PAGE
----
Sec. 10. That it is hereby declared that all lands hereby granted, including those which, having been heretofore granted to the said territory, are hereby expressly transferred and confirmed to the said state, shall be by the said state held in trust, to be disposed of in whole or in part only in manner as herein provided and for the several objects specified in the respective granting and confirmatory provisions, and that the natural products and money proceeds of any of said lands shall be subject to the same trusts as the lands producing the same. * * * A separate fund shall be established for each of the several objects for which the said grants are hereby made or confirmed, and whenever any moneys shall be in any manner derived from any of said land the same shall be deposited by the State Treasurer in the fund corresponding to the grant under which the particular land producing such moneys were (sic) by this act conveyed or confirmed. * * * The State Treasurer shall keep all such moneys invested in safe, interest-bearing securities, which securities shall be approved by the Governor and Secretary of State of said proposed state, and shall at all times be under a good and sufficient bond or bonds conditioned for the faithful performance of his duties in regard thereto as defined by this act and the laws of the state not in conflict herewith.”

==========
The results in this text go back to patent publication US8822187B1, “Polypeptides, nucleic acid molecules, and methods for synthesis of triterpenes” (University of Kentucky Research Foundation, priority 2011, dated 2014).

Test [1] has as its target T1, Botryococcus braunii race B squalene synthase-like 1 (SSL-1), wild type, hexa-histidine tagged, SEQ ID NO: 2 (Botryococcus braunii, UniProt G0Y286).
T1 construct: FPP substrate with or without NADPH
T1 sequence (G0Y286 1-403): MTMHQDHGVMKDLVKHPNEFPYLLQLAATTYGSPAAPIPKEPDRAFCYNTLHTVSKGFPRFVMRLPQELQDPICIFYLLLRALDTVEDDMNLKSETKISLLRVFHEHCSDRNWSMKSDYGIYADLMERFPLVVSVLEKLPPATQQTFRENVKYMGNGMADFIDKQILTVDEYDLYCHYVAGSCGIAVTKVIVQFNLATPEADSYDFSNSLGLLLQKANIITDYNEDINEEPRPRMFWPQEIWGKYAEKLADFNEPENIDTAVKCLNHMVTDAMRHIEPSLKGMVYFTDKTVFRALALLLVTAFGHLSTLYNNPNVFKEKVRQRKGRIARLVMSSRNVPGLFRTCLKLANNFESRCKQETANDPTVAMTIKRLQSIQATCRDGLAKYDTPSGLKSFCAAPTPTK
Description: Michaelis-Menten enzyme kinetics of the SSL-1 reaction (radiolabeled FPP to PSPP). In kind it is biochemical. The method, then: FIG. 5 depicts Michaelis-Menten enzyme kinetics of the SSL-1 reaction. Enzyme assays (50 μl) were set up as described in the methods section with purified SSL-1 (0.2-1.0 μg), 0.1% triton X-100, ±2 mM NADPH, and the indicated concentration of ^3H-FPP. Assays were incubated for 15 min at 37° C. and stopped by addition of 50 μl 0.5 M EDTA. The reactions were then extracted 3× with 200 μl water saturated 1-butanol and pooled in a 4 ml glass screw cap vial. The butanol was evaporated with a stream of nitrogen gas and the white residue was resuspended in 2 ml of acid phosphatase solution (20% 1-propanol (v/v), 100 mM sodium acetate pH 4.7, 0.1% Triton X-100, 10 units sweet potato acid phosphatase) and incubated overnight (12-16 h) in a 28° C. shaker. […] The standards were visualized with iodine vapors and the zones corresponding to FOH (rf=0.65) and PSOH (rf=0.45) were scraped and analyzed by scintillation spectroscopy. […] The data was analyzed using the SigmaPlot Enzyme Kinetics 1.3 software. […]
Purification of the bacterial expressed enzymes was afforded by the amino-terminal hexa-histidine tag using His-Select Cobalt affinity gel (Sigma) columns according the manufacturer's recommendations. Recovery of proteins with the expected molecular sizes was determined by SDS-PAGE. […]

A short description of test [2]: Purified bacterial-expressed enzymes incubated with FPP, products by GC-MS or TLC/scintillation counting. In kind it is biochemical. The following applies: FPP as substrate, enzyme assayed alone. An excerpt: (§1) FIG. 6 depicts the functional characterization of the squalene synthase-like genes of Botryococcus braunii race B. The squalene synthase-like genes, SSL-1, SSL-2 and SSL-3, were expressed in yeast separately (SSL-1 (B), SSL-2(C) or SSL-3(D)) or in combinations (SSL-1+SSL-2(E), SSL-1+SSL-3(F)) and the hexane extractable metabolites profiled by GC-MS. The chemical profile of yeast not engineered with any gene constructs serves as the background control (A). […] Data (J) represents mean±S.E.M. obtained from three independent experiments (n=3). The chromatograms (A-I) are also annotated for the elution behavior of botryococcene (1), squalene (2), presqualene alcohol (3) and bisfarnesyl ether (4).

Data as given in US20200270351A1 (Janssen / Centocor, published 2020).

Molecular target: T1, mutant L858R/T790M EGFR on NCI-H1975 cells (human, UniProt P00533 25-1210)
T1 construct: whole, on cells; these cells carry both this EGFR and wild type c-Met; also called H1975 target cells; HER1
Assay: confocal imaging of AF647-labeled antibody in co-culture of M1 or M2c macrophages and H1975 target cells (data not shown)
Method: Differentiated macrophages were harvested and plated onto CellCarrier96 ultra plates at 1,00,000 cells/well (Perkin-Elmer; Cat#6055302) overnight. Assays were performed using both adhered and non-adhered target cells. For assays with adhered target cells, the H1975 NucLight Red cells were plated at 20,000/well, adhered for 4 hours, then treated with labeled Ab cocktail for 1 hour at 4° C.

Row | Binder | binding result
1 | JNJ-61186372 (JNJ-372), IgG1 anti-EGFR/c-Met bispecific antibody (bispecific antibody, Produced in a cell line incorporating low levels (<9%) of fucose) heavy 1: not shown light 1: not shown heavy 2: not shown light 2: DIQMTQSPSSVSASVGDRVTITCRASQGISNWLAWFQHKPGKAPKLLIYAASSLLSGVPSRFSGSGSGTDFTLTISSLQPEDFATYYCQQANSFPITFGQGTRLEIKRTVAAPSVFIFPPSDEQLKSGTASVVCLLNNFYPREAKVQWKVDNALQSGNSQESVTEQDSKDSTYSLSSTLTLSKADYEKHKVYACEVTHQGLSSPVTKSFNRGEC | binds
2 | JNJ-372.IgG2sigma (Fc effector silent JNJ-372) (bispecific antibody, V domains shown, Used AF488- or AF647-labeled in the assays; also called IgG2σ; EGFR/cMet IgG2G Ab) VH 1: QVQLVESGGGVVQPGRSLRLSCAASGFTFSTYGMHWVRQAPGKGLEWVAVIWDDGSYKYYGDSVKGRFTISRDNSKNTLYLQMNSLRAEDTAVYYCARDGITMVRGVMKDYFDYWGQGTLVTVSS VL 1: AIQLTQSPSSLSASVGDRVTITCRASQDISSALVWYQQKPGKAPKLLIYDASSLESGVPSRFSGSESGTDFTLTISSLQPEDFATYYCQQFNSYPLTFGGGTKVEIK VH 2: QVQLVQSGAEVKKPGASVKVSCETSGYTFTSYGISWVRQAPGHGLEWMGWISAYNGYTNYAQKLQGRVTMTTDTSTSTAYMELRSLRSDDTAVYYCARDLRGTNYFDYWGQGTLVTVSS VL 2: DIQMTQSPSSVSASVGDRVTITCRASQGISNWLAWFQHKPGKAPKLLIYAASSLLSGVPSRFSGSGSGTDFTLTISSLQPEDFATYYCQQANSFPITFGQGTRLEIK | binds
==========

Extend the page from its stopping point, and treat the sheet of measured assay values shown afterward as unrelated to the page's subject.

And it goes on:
By section 7 of Article 12 of the Constitution of the state, it was provided as follows:

Sec. 7. The principal of the permanent school fund shall be invested in the bonds of the state or territory of New Mexico, or of any county, city, town, board of education or school district therein. The Legislature may by three-fourths vote of the members elected to each house provide that said funds may be invested in other interest-bearing securities. All bonds or other securities in which any portion of the school fund shall be invested must be first approved by the Governor, Attorney General and Secretary of State. All losses from such funds, however occurring, shall be reimbursed by the state.”

In pursuance of the provisions of this section of the Constitution, the state Legislature of 1913 (by a required three-fourths vote of each house, it is assumed by counsel on both sides) passed joint resolution No. 14, which is as follows:

Section 1. That the principal of the permanent school fund may be invested in an interest-paying deposit in any bank or banks in this state, in the manner hereinafter provided.

Sec. 2. It is hereby made the duty of the Governor, State Treasurer, Attorney General and Secretary of State, to ascertain which bank or banks in the state will pay the highest rate of interest for the deposit of the said permanent school fund and deposit the same therein upon said bank or banks giving a bond as hereinafter required.

Sec. 3. Before the making of the deposit of the said permanent school fund in any bank or banks applying therefor, the said bank or banks shall make, execute and deliver a bond to the state of New Mexico in a penalty which shall not be less than one and one-fourth the amount of the deposit applied for and which it is to receive, conditioned that such bank will promptly pay out, to the parties entitled thereto, all such public moneys in its hands upon lawful demand made therefor and will whenever thereunto required by law, pay over to the State Treasurer such moneys. The surety on such bond shall be a surety company authorized to do business under the laws of the state and such bond shall be approved as to form by the Attorney General, and as to the sufficiency by the Governor, State Treasurer and Secretary of State.”